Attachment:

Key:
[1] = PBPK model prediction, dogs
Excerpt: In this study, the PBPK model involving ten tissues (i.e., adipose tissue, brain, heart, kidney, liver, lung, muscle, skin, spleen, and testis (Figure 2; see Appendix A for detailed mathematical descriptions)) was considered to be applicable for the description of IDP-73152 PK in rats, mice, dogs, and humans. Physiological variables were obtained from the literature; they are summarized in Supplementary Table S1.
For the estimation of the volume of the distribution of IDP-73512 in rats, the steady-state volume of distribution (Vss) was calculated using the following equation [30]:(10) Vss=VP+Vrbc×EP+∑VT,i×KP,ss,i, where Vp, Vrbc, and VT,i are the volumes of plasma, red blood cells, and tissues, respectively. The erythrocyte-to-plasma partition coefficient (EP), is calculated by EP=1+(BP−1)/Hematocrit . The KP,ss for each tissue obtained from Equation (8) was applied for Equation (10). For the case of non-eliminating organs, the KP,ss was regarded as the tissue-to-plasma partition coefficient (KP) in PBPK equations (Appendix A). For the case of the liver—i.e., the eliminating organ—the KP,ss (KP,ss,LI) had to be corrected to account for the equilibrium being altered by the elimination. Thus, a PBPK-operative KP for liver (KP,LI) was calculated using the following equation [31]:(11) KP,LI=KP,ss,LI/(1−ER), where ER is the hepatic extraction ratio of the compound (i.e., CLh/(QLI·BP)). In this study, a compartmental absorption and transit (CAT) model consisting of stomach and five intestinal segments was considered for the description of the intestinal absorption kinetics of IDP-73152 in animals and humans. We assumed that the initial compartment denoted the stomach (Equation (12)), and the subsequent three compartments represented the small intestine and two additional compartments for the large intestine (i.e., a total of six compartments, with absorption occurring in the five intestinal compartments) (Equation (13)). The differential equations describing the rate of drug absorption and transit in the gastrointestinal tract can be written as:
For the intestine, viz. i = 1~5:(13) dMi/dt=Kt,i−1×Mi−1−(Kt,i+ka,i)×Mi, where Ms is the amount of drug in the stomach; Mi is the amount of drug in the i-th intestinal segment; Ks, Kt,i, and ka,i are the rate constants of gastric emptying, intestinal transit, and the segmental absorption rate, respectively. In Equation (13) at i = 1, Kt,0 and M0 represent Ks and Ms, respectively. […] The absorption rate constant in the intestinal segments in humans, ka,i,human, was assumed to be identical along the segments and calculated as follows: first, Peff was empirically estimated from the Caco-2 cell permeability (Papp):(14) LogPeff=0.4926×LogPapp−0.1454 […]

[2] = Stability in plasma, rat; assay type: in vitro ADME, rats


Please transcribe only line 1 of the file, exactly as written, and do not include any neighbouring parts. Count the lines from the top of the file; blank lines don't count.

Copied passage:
Key: